It’s crucial to articulate each sustainability program in terms of its financial contribution, associated risks and strategic implication to growth by presenting a quantifiable business case aligned with long-term value creation.

One example: Carlyle partnered with Included Health, one of its PortCos, to bring expert medical opinion services to other PortCos free of charge. This is helping employees and their family members navigate a difficult or complex diagnosis. A great example of the “social” aspect of ESG, Carlyle estimates that this initiative has helped participating employees and PortCos save over $200 million in healthcare related costs annually.

2. Land and expand: Prioritize margin expansion

There are valuable opportunities where sustainability drives revenue growth. Sustainable consumer products yield up to 2x sales compared to their non-sustainable counterparts when aligned with consumer preferences. Likewise, for products that are truly purposeful and deliver a superior sustainable customer experience, a 5% price premium can generally be justified with sustainable consumers, which can further boost revenue.

Given limited holding periods, however, we recommend general partners (GPs) initially focus on quicker wins that prioritize margin expansion. This helps ensure speed to value, supports broad-based buy-in and expands the license to take on more ambitious efforts. It also tactically aligns with the more traditional and recognized value levers, often already stood up as a cross-portfolio GP function. For instance:

  • Embedding ESG within supply chain procurement programs to maximize scope 3 decarbonization.

  • Cloud has a lower total cost of ownership than on-premise software and unlocks significant new capabilities while also reducing carbon. In helping clients integrate sustainability into their cloud migration, we have seen a data center carbon footprint reduction of more than 90%.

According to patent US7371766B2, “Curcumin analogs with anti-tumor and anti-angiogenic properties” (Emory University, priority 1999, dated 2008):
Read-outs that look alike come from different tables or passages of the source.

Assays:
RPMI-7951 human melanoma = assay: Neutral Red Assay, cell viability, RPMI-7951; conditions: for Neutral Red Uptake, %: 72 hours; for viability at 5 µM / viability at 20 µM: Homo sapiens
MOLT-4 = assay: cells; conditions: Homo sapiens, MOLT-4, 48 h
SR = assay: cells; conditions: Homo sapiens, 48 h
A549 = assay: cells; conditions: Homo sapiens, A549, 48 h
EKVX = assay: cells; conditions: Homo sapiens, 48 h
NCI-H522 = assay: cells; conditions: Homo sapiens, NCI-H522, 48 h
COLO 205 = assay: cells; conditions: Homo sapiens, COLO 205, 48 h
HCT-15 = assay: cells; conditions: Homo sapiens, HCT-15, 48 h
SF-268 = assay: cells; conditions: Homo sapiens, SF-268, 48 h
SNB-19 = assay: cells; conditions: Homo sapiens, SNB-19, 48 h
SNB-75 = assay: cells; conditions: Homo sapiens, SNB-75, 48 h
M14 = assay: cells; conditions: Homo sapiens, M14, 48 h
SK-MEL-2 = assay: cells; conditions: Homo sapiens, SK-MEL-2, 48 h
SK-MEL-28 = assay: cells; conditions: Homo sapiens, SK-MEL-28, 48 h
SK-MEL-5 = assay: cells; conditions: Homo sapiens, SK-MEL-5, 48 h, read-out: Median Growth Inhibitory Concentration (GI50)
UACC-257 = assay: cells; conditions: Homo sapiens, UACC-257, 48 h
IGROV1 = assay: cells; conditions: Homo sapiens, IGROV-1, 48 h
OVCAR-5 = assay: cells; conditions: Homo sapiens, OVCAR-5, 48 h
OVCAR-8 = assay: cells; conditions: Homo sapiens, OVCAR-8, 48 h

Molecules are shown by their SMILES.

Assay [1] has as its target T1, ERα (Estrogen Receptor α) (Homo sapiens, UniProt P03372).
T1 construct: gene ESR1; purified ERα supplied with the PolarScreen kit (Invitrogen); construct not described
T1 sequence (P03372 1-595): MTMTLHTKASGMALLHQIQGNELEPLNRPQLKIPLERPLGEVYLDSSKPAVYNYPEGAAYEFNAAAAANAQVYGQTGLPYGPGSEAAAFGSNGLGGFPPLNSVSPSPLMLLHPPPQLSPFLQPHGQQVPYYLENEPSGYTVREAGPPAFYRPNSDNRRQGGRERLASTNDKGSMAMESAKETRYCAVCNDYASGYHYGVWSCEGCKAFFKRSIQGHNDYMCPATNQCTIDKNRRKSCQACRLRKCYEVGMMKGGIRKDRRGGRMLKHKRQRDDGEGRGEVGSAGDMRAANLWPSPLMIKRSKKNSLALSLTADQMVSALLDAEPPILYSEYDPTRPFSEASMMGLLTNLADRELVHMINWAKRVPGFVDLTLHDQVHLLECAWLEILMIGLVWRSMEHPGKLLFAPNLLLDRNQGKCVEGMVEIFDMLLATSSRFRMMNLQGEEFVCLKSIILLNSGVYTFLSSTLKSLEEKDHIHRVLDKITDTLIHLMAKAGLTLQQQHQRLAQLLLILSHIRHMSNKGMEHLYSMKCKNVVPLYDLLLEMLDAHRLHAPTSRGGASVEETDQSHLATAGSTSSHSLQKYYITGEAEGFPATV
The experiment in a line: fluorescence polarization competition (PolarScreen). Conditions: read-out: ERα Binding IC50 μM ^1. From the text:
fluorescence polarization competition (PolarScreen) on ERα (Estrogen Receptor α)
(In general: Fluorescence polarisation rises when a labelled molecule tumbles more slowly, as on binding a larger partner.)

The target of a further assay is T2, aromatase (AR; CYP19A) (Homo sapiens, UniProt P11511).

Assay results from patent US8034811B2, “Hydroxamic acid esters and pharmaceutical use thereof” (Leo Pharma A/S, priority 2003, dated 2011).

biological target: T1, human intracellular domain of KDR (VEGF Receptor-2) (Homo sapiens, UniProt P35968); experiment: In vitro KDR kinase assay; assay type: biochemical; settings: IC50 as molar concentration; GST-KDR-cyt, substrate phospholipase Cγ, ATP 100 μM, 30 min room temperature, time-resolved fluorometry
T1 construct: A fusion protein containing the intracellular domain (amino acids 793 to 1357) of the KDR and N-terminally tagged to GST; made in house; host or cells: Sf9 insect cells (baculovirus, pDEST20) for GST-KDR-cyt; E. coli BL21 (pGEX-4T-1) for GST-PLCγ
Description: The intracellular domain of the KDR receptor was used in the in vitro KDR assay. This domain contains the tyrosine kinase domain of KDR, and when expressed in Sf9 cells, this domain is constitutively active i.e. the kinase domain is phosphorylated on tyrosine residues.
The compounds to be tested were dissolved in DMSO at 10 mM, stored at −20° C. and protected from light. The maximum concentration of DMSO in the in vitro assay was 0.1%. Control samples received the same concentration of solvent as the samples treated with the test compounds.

When considering immediate cost and productivity levers, it’s important not to erode long-term organizational health in the pursuit of short-term financial profits: “value creation” plans that undermine future competitiveness, profitability and talent. A thoughtful buyer will internalize organizational health into exit value.


Figure 3: Effects of margin and revenue expansion using ESG measures on EBITDA (illustrative)

Effects of margin and revenue expansion using ESG measures on EBITDA (illustrative)
Effects of margin and revenue expansion using ESG measures on EBITDA (illustrative)

3. Share the value: Employee incentive plans

Employees of purpose-driven organizations are 25–40% more productive. Strategic workforce management can help mobilize the right ESG measures for HR, performance management and incentive plans.

Equity programs like those piloted by KKR and Partners Group allow all PortCo employees to participate in the upside of the buyout. Employees have an attractive mechanism for continuous engagement from their active ownership that aligns well with the “governance” aspect of ESG.

It’s better for investors, it’s better for the company, it’s better for employees, and in the end, it’s better for the communities that they live in.

Pete Stavros, KKR’s co-head of Private Equity

According to KKR, exits of companies where these programs were implemented are among their best and returned multiples of 3–10x.